Greece is one of the Euro zone countries that economically suffers the most from the EU sanctions against Russia. Their "flirting" with Russia, as you said, is merely trying to find a way to continue to sell greek agricultural produce to Russia. Given the economical state of Greece I think that's a pretty sensible approach.
Russia's share of Greek exports is less than 2%. Total value of the goods covered by the Russian sanctions is approx mio 200 EUR / year. I sincerely doubt that it is worth jeopardising EUs long term economic support to the Greek economy in an attempt to circumvent Russian sanctions even if individual Greeks or even sectors are hit hard by them.
@peterfirefly (sorry, I can't reply directly to you because of the negative karma of my original post)
Yes, the EU are of bigger importance, but OTOH those trade partners are still there. Only the exports to Russia are lost. If the trade amount relative to GDP really is 1%, that would amount to more than 2 billion Euros in lost trade. Greece is small and in a precarious financial situation, I can understand why they risk to affront other EU members for those 2 billion.
The Greek loss due to the Russian undeclared war against Ukraine is tiny, even if it meant that all the trade with Russia disappeared (which it doesn't).
Compare with Finland and Sweden when the Soviet Union fell.
They were hit a lot harder but they cleaned up and enacted reforms. They certainly didn't complain that Greece was unreasonable for not lending (or giving) them money so that things could continue as before.
Not only after Soviet Union fell. Also in the current trade war, Greece's problems from Russian sanctions are negligible when compared to Sweden and particularly Finland. Russian trade was almost 10 % of Finnish exports in 2012 and has since then collapsed. Finland will very soon be in a position where it is not possible to pledge any bailout money for Greece. Even if not counting the political fallout.
Greece should have flirted with Russia earlier? I don't get that.
Of course, regarding requirements for compensation from Germany, it would have made sense to ask those in 1980, i.e. before joining an economic community with Germany, a community whose purpose was to put back wars and their compensation requirements, and start up a free trade area and bind economies together to avoid further clashes and wars.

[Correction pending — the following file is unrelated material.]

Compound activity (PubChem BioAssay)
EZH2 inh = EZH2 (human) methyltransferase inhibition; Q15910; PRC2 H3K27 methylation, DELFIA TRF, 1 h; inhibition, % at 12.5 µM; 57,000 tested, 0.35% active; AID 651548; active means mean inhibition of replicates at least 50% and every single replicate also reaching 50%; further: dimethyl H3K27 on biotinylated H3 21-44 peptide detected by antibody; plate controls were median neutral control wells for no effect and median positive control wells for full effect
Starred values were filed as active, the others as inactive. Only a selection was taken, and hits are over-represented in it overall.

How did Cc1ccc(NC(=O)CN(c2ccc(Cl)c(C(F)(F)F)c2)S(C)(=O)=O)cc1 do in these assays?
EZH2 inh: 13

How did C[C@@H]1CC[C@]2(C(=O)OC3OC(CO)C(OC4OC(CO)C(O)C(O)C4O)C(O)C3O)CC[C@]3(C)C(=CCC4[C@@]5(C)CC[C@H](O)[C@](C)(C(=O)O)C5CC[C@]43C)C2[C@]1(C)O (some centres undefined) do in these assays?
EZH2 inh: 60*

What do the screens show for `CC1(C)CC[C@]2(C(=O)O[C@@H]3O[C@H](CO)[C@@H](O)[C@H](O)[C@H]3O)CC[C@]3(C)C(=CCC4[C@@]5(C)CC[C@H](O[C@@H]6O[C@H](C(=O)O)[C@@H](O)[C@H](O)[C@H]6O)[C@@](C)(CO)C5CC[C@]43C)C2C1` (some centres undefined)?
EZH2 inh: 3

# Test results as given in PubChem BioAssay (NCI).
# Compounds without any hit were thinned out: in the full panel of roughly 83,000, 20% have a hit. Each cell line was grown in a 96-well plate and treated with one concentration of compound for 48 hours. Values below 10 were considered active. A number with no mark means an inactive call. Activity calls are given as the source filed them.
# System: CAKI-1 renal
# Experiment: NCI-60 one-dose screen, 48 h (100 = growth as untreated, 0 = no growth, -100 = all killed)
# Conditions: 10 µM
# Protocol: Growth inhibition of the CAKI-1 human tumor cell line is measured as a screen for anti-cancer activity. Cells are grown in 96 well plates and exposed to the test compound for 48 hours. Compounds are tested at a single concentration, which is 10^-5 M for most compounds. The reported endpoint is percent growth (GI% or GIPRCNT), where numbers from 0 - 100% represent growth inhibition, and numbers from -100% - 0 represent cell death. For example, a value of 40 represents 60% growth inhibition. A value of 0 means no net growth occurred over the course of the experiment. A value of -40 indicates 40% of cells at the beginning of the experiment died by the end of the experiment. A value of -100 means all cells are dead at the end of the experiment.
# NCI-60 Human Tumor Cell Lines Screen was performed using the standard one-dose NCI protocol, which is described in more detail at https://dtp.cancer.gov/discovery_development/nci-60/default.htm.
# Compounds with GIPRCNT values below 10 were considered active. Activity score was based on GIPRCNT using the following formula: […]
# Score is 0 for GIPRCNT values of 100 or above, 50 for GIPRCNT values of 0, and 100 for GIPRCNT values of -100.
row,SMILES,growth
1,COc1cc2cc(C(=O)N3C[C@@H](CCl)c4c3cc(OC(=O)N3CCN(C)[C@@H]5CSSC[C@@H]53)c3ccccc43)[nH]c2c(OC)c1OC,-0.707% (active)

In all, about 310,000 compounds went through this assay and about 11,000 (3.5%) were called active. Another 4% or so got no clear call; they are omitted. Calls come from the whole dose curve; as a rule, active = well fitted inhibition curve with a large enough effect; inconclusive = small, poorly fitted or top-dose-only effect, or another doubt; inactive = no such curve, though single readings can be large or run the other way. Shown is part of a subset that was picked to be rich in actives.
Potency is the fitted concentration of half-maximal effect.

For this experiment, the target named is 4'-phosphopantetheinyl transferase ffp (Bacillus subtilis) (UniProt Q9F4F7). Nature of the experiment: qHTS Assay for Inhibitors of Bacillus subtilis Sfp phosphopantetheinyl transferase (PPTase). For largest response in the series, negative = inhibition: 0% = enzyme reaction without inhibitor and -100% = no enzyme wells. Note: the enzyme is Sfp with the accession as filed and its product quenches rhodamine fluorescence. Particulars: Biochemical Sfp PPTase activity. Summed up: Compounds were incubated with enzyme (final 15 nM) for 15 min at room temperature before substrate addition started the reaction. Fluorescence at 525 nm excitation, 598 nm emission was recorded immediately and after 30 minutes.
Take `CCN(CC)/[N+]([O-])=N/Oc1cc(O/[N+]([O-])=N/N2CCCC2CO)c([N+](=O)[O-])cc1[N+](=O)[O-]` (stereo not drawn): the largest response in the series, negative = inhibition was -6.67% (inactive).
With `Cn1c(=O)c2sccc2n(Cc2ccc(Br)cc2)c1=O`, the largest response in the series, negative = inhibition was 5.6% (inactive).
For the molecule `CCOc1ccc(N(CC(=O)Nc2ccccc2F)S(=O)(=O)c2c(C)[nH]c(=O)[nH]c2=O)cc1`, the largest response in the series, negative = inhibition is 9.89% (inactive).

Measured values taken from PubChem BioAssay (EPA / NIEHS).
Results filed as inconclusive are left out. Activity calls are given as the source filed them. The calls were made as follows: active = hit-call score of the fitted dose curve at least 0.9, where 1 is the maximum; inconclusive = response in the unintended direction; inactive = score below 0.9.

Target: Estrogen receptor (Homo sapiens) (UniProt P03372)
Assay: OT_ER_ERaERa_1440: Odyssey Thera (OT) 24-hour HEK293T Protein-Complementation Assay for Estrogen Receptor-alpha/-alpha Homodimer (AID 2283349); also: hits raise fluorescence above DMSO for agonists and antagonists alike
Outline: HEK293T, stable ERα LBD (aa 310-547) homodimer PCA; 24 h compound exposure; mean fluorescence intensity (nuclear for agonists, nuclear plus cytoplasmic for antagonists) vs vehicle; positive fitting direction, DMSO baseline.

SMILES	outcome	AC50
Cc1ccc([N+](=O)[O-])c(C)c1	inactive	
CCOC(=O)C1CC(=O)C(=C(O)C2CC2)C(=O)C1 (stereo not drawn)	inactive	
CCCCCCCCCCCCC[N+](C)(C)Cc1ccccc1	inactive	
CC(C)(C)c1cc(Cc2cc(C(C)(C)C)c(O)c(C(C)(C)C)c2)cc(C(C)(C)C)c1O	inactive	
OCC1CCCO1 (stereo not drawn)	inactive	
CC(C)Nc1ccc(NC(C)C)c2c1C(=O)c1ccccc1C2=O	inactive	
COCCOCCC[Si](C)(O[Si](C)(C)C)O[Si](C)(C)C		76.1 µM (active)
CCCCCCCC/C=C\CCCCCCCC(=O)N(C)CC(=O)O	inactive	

Greece couldn't have asked in 1980. There was a debt conference in the early 1950s -by the world war winning superpowers of the time- that postponed compensation questions until the reunification of Germany (then thought to be coming soon). In 1990, after the reunification, the same superpowers convened again, and decided _instead of all countries and without consulting_ to drop the debt.
A mandatory loan from the Greek government to finance the German war effort would be at around 11 billion euros now. It is a multiple of that for many other EU countries.
I'm not saying that this "repay the war debt" is a good idea, but there certainly are a lot of hard to contest historical arguments for the validity of a small part of their claim.
"The misleading conclusions all resulted not from incorrect math but from overgeneralizing from narrow assumptions or parameter values. For example, all of their models implicitly assumed high relatedness, but modifying the model to allow lower relatedness shows that relatedness is essential and causal in the evolution of eusociality. Their modeling strategy, properly applied, actually confirms major insights of inclusive fitness studies of kin selection."
Since both Opportunity and Curiosity are on the surface of Mars how can their present distance from Earth differ by 6+ mio. km? And even with Mars Express in orbit it doesn't appear right that it should be 20+ mio km closer to Earth. I wonder if these were the distances relevant when th probes were launched?